Du or Sie?

Du or Sie?

“You can say you to me” is a popular German joke which you won’t understand unless you speak German.
Now you have already learned we have two translations for the English you: du
(for one person) and ihr (for several persons).
That’s not the whole story. You can only use du and ihr in informal situations, i.e. when you are talking to
• family members
• children
• friends
In all other situations, especially when you are talking to strangers, you will have to use another pronoun, and that is Sie. It’s the same Sie as with sie singen (so 3rd person plural, to be grammatically exact), just written with a capital letter (which no one will hear when you are speaking ‒ obviously). You will also use the
same verb endings as with sie singen (they sing) - (If you speak a language like French or Russian (actually, most languages except English), you will be familiar with this concept. The big difference to those languages is that we do not use the 2nd person plural, but the 3rd person plural in German.).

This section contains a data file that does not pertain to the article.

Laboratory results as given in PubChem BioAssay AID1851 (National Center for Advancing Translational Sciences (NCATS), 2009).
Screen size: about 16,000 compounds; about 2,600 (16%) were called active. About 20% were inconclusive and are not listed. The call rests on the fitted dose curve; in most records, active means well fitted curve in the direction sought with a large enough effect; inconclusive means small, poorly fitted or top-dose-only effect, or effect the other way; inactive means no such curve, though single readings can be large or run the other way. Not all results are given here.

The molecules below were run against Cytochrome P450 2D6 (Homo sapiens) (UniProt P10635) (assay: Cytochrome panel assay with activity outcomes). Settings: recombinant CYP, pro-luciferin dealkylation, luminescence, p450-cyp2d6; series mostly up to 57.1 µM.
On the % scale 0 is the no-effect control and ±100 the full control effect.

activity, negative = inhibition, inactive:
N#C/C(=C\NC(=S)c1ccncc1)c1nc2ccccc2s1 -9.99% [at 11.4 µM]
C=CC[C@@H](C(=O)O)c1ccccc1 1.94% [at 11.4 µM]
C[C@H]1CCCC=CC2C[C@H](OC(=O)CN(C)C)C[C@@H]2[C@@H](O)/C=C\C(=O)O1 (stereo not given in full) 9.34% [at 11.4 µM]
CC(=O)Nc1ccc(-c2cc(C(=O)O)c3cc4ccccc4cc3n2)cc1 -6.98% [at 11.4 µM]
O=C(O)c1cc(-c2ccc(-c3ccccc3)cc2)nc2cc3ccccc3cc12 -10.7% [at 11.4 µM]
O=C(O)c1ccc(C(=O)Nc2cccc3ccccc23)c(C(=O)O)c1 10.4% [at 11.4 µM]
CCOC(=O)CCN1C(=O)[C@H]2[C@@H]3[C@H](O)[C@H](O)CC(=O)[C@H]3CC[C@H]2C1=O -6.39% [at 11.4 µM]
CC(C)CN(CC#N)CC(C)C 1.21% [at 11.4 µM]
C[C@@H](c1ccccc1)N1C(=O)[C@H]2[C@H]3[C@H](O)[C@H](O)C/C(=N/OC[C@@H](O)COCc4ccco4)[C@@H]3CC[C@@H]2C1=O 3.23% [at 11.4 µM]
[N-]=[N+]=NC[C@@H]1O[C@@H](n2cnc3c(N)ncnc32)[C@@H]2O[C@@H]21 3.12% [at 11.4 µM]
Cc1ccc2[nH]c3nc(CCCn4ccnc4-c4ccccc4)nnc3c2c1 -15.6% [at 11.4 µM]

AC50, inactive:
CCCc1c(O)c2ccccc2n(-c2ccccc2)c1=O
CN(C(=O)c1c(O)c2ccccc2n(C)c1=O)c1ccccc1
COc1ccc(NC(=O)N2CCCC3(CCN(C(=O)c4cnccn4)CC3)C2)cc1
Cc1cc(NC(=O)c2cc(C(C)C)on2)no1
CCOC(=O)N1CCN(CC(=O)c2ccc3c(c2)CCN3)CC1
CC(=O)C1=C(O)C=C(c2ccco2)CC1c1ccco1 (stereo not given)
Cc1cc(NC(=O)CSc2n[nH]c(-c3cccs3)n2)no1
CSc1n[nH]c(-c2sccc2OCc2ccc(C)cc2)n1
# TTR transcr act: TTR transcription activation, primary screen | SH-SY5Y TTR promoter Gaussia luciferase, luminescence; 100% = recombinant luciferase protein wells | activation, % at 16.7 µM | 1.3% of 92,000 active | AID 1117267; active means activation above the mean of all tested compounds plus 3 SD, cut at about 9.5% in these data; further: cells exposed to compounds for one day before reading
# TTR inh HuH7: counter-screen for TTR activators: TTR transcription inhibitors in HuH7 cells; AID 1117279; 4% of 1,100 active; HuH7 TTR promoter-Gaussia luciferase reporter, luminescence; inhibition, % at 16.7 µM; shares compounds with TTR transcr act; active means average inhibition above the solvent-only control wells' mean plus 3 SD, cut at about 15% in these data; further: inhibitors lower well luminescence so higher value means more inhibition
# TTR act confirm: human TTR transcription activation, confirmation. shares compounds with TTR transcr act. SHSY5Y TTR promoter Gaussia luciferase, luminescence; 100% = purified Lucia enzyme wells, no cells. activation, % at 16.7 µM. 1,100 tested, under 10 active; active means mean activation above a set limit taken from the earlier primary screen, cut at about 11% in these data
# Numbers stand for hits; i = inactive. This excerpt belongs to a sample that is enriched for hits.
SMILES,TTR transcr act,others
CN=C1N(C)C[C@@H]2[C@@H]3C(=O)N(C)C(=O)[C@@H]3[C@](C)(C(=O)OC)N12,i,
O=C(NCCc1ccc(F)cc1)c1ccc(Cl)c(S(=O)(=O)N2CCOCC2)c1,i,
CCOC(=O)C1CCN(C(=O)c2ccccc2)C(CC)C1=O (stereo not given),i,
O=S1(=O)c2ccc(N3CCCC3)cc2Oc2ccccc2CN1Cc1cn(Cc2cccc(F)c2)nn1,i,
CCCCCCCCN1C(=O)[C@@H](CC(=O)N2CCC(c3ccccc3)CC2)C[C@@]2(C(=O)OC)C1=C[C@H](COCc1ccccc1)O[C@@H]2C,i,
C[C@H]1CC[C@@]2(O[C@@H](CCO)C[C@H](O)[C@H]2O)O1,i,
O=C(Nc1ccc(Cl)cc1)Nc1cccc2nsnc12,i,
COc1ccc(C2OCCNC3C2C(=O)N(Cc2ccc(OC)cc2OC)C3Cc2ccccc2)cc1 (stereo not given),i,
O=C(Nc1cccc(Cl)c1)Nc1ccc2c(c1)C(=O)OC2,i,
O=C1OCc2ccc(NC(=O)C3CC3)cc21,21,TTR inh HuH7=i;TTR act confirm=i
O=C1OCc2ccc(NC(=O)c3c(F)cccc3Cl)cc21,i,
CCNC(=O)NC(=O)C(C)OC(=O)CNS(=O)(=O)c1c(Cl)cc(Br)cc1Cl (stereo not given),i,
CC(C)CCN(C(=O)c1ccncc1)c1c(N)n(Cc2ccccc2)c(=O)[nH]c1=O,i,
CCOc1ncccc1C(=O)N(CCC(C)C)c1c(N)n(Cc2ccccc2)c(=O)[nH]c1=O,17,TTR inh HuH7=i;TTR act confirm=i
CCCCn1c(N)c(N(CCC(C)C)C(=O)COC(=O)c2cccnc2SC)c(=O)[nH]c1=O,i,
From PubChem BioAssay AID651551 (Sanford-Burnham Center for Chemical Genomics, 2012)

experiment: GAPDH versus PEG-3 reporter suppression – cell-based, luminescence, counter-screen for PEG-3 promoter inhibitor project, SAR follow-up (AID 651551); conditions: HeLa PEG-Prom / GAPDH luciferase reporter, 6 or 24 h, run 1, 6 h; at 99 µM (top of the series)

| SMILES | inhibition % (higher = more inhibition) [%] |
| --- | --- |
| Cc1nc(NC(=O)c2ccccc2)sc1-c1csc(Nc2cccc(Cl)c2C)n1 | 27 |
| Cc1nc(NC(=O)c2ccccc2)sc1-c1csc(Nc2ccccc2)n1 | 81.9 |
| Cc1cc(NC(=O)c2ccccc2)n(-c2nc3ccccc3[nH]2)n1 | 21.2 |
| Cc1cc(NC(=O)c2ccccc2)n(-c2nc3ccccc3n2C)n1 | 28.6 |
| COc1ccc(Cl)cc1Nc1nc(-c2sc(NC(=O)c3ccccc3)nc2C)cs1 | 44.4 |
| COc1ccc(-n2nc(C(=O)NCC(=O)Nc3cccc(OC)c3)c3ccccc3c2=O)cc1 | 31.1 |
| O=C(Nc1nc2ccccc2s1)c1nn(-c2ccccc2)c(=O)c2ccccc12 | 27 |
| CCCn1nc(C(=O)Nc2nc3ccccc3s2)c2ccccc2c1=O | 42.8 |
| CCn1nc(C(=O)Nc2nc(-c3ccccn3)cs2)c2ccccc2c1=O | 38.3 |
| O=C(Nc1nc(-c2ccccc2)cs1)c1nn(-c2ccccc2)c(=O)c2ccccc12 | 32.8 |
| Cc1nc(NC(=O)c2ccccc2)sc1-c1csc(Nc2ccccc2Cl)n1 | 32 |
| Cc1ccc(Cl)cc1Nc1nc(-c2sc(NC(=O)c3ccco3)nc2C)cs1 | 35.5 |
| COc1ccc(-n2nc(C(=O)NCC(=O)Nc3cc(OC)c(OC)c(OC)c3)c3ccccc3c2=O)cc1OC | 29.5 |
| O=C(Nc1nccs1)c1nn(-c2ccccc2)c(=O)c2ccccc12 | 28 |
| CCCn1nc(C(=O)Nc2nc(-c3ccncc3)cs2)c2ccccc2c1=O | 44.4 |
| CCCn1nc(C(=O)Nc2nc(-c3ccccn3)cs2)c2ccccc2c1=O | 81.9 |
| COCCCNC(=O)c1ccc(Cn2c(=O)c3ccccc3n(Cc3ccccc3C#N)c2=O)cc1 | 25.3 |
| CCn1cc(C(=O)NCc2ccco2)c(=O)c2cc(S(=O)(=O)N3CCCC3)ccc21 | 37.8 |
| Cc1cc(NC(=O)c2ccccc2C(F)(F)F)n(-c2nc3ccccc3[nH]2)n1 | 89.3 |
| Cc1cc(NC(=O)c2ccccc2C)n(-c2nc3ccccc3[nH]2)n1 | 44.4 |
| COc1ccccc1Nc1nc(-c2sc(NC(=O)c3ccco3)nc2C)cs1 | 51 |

See the difference?
Beate, du brauchst etwas zu essen.
Herr Meier, Sie brauchen etwas zu essen.

If you read these sentence carefully, you realized something more: We use the du form with first names and the Sie form with Mr/Ms (Herr/Frau) + last names.
There is a logical consequence from this: When someone introduces themselves with their last name, you will use the Sie form. When they introduce themselves with their first name, you can use the du form.
Pretty weird, pretty complicated, and even Germans have trouble choosing the right form from time to time.

If in doubt, use the Sie form. The same applies to a group of persons where you would use Sie if you met someone from the group alone ‒ instead of ihr, use Sie.
Beate und Christian, ihr braucht etwas zu essen.
Herr Maier und Frau Müller, Sie brauchen etwas zu essen.

And here for a few useful phrases:
(jemanden) duzen, du duzt = to say du (to someone)
(jemanden) siezen, du siezt = to say Sie (to someone)
Können wir „du“ sagen? = Can we say du? (offering someone to use du)
Natürlich. Ich bin Martin. (Do state your first name if you’re not sure the other person
knows it.)

Complete and Continue